Page last updated at 08:51 UTC, Tuesday, 04 August 2015 PH
I am often asked in economic briefings I give what criteria I personally have to decide on who should be the next President. In addition to the usual qualifications of honesty and managerial competence, I add that the next President should be pro-life, recognizing the great contribution to Philippine progress of a “young and growing population.” I have not read any positive assessment of the Philippine economy that does not mention this important demographic advantage of the Philippines in a region in which it is surrounded by ageing and declining populations such as Japan, South Korea, Taiwan, Singapore and even developing countries like China and Thailand. The last-mentioned is the unluckiest of the ageing countries: it is still rather poor but is already experiencing the travails of a demographic winter like that of Singapore, where the Prime Minister recently uttered a plaintive cry: “Who will take care of us when we get old?”
I am very glad that Pope Francis, despite speculations about his so-called “liberal views”, did not pull any punches when he criticized the birth control proponents in his recent social encyclical “Laudato Si” on climate change. In paragraph 50 of said encyclical, he wrote: “Instead of resolving the problems of the poor and thinking of how the world can be different some can only propose a reduction in the birth rate. At times, developing countries face forms of international pressure which make economic assistance contingent on certain policies of ‘reproductive health’. Yet ‘while it is true that an unequal distribution of the population and of available resources creates obstacle to development and a sustainable use of the environment, it must nonetheless be recognized that demographic growth is fully compatible with an integral and shared development.’ To blame population growth instead of extreme and select consumerism on the part of some is one way of refusing to face the issues. It is an attempt to legitimize the present model of distribution, where a minority believes that it has the right to consume in a way which can never be universalized, since the planet could not even contain the waste products of such consumption. Besides, we know that approximately a third of all food produced is discarded, and whenever food is thrown out it is as if it were stolen from the table of the poor.”
What the Pope says can fully apply to what happened during the debates on the controversial Reproductive Health (RH) Law. It was public knowledge that the US Government had put pressure on the Philippine President to support the RH Law by dangling economic incentives of official development assistance. From my personal involvement in the deliberations in Congress, I had knowledge of members of the House of Representatives who were pro-life but decided to be absent during the crucial vote because they were promised pork barrel privileges. It is well known that the American lobby in favor of contraceptives can be traced to a secret memorandum written by then State Secretary Henry Kissinger to the President of the United States, blatantly stating that the American standard of consumption would be endangered if the populations of the emerging markets would not be curbed since there will be competition for the resources of the exporting countries.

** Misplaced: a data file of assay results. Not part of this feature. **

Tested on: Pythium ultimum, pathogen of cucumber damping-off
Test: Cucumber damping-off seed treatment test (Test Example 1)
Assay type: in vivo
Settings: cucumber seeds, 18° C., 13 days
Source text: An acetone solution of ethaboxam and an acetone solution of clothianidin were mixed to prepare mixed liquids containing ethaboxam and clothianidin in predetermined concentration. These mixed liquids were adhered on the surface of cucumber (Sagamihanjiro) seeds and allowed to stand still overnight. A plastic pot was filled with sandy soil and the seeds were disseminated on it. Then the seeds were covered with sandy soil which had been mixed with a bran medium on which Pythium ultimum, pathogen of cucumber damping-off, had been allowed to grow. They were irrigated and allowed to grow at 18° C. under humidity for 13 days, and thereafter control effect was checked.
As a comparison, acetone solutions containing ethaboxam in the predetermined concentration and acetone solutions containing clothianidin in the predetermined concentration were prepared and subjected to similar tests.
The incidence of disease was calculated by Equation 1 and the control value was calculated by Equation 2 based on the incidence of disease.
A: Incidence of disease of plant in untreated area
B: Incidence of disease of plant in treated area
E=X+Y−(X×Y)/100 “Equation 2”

Since I am not a voter in the US elections, I can only pray that the next Administration there would temper the very aggressive stance the previous US Governments have taken in favor of promoting abortion all over the world. Again, we should be thankful to Pope Francis for reiterating the inhumanity and immorality of killing babies in the wombs of their mothers: “Since everything is interrelated, concern for the protection of nature is also incompatible with the justification of abortion. How can we genuinely teach the importance of concern for other vulnerable beings, however troublesome or inconvenient they may be, if we fail to protect a human embryo, even when its presence is uncomfortable and cause difficulties? If personal and social sensitivity towards the acceptance of the new life is lost, then other forms of acceptance that are valuable for society also wither away. (Laudato Si, par. 120). The next Philippine President, in addition to respecting the constitutional provision mandating the State to “protect the unborn from conception,” should also be pro-life enough to look for alternative solutions to eradicating poverty rather than resorting to the simplistic measure of distributing artificial contraceptives. For comments, my email address is firstname.lastname@example.org.